Perhaps you recall the hashtag, #OscarsSoWhite, which first surfaced in January 2015, when an upset April Reign, managing editor for BroadwayBlack.com, first tweeted of her frustrations at the season’s announcement of Oscar nominations. The hashtag went viral as that year, every single nomination for a leading and supporting actor/actress category was a white person. The following year? All 20 slots, still white. Nothing changed. Let me make one thing clear - the issue is not a lack of talent, the issue is a lack of representation.
Diversity is not a box to be checked; throwing people of color into the nomination pool just to pacify the uproar is like throwing on a hat to conceal a bad hair day.
You’ve got to get to the root of the issue (pun always intended). Before the premiere dates, before filming, before the casting calls and auditions, who is in the room where it happens? If the same big-wigs and executives that green-light ideas, sign off on budgets, and hire those they’ve always hired continue to operate under the same guise and pattern they’ve always operated under, how could one expect a new year with suddenly different results?
As a person of color and actress myself, I see representation spelled as “opportunity”. Are people of color having access to the same opportunities as their fellow peers, whether they be studio heads, producers, casting directors, screenwriters, actors or actresses? This question demands an answer as the one that follows looms near: Are people of color afforded the opportunity to see themselves represented, normalized, acknowledged, and celebrated in movies as their white peers have been able to for years? Intrinsic in positive change is a shift forward, and it is this movement forward that yields results.
Cheryl Boone Isaacs, former president of the Academy as well as the first African-American and third woman in her position, together with the Academy voters of 2016 vowed to double the number of women and minority members by 2020. A celebration of this notion is a celebration of a positive shift not only in Hollywood, or at the Academy Awards, but in culture.
This year’s nominations are a nod to how we, along with the generations to come after us, will continue to see a beautifully well-rounded, tangible representation of the diverse and colorful world as we know it.
Here are a few names and nominations from this year’s Academy Awards that excite me and dare me to believe that #OscarsSoWhite could quite possibly never have to trend again.
Yalitza Aparicio, Roma
26-year-old Yalitza Aparicio’s acting debut in Alfonso Cuarón’s Netflix film, Roma, garnered her an Oscar nomination for lead actress, making her the first ever Indigenous woman to be nominated for that category in Oscars history. She also is the first Latina woman to be nominated in that category since Catalina Sandino Moreno was nominated for her role in Maria Full of Grace 14 years ago (fourth overall).
Aparicio plays a domestic worker in Mexico City in the 1970s, and spoke to the LA Times about what Indigenous women often have as obstacles before them, whether it be cinema or society as a whole. “I want to believe that in the future, they will continue to include more and more people like me,” quoted in an interview she did with the LA Times. “So that someone else can look at it and say, ‘Hey I look like her.’” Roma is also tied with 2000’s Crouching Tiger, Hidden Dragon with 10 total Oscar nominations - the most ever for a foreign language film.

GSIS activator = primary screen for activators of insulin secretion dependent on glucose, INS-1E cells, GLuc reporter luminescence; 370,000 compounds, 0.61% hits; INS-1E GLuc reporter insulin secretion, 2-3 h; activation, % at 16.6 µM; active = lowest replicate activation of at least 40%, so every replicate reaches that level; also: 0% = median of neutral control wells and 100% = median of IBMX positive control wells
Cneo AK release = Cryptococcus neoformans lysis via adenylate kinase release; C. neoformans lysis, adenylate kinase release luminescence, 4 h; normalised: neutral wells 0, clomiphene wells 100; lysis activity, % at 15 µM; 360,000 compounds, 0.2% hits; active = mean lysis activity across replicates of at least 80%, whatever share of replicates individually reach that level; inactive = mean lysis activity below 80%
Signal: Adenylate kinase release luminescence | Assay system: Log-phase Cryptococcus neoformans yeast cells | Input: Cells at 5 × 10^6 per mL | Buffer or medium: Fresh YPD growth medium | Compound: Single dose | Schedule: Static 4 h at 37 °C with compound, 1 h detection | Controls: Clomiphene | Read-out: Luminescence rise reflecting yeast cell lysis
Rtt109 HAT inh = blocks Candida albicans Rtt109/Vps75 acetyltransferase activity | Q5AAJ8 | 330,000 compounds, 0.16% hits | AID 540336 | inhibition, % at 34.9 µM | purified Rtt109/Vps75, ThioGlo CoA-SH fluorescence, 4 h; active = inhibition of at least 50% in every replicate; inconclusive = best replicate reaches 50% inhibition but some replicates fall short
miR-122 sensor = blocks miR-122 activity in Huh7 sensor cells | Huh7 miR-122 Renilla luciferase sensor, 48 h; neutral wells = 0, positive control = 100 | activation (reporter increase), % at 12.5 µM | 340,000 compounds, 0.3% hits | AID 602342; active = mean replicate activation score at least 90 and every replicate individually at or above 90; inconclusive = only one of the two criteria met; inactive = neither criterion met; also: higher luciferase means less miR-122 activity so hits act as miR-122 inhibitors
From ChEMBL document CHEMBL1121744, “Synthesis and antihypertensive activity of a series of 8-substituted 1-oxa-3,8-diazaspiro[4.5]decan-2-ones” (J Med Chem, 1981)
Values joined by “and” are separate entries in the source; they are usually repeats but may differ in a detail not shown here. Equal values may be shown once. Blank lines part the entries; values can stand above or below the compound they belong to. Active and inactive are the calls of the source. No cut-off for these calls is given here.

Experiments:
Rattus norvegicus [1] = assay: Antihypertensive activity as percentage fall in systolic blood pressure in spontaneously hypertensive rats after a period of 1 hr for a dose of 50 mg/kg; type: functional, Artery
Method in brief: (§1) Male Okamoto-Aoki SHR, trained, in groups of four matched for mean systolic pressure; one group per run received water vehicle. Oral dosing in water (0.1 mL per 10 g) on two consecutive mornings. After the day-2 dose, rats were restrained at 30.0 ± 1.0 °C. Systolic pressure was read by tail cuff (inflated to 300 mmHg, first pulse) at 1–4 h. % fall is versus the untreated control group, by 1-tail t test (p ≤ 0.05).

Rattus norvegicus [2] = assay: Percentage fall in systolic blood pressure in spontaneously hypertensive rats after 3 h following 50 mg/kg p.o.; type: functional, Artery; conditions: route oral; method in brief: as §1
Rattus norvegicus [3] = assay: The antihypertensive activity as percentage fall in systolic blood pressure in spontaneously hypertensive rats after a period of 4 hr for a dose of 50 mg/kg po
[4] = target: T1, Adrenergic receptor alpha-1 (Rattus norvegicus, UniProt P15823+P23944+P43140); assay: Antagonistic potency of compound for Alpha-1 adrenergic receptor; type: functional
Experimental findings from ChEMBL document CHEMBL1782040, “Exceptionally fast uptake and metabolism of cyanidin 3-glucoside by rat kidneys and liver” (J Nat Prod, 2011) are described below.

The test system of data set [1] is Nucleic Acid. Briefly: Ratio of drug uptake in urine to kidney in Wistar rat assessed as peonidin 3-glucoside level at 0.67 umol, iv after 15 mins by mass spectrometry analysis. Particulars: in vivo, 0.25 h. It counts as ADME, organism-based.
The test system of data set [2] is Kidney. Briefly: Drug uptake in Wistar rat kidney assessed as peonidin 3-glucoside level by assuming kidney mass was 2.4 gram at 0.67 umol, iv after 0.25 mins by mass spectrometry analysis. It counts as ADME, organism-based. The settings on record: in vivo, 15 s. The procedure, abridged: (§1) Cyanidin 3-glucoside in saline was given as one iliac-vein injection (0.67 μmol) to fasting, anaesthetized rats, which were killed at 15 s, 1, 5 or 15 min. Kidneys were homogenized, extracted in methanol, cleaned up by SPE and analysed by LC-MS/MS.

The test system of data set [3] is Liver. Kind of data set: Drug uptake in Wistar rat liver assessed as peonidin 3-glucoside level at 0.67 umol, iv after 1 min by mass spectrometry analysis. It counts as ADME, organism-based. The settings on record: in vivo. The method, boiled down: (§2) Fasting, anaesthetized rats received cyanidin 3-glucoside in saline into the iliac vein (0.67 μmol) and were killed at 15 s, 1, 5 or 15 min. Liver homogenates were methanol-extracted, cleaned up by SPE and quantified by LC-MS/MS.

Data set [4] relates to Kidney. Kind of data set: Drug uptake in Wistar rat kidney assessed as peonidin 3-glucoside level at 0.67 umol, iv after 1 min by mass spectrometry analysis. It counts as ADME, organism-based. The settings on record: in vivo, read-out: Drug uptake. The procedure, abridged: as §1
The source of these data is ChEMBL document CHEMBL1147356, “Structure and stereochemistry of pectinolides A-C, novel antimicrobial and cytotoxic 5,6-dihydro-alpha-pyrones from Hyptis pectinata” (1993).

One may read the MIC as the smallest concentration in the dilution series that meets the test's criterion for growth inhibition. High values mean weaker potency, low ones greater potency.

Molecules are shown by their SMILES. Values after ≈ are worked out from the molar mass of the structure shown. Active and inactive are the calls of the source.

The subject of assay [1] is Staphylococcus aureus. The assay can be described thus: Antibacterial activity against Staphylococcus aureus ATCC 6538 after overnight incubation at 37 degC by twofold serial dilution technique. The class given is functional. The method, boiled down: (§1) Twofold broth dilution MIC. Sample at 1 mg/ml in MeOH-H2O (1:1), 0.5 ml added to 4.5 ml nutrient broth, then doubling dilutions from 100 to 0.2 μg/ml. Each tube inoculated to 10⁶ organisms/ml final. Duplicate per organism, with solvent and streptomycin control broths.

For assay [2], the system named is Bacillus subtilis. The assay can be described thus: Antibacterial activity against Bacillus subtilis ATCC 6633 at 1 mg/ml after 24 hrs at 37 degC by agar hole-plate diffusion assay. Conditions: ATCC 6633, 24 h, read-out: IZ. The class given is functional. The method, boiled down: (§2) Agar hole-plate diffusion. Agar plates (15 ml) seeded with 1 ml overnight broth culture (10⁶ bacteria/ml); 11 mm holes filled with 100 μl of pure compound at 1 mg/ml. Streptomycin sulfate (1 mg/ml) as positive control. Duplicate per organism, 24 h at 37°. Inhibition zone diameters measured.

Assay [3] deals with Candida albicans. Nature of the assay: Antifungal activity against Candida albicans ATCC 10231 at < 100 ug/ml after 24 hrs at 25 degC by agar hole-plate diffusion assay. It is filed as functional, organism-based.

Spike Lee, Black KkKlansman
In 1989, Spike Lee directed his first feature film, Do the Right Thing, which was critically acclaimed, and introduced the world to the outspoken and unapologetic nature of Lee’s person and art. And though the director has since seen an Academy Honor Award in 2015, along with various nominations and accolades, this year marks Lee’s first Best Director nomination for Black KkKlansman. The film, which stars Adam Driver and John David Washington (the son of fellow actor, the beloved Denzel Washington), is comedic and pointed, based on the real life story of Ron Stallworth, the first African-American detective to work for the Colorado Springs police department in the 1970s. Lee is the sixth black person to be nominated in the Best Director category.
Domee Shi, Bao
14 years later is a long time to wait for a sequel to your favorite animated superhero movie, and 19 Pixar short films is a long time to wait for a female director. But that’s exactly what we got with Bao, the animated short film that appeared right before Incredibles 2 played in theatres, and it’s the first time a Pixar short has been directed by a female. Bao, nominated for Best Animated Short, is a story inspired by Shi’s own childhood, raised as a Chinese-American in Toronto by her two parents, Chinese immigrants. The short resounded with many families, specifically those that also don the immigrant parent and child story.
Hannah Beachler, Black Panther
Wakanda forever is not just a trope, it is the truth. And the truth is that with Black Panther being the highest grossing film of 2018 by a landslide, earthquake, and tornado, the cultural phenomenon and predominantly black cast earned their rightful place with an Oscar nomination for Best Picture. But Black Panther, directed by Fruitvale Station’s Ryan Coogler, makes history as the first superhero film to be nominated in this category, which is a significant feat within itself. Cause for more celebration continues for the film’s production designer, Hannah Beachler, who became the first African-American to receive a nomination in the Best Production Design Category. Beachler worked with Coogler previously on Fruitvale Station and Creed, along with Barry Jenkin’s Moonlight and Beyoncé’s stunning visual album, Lemonade.
Images via The New York Times and Dazed
Resources: Vanity Fair, Rolling Stone, USA Today, Huffington Post, CNN, The Columbian, The Press Enterprise, The New York Times, USA Today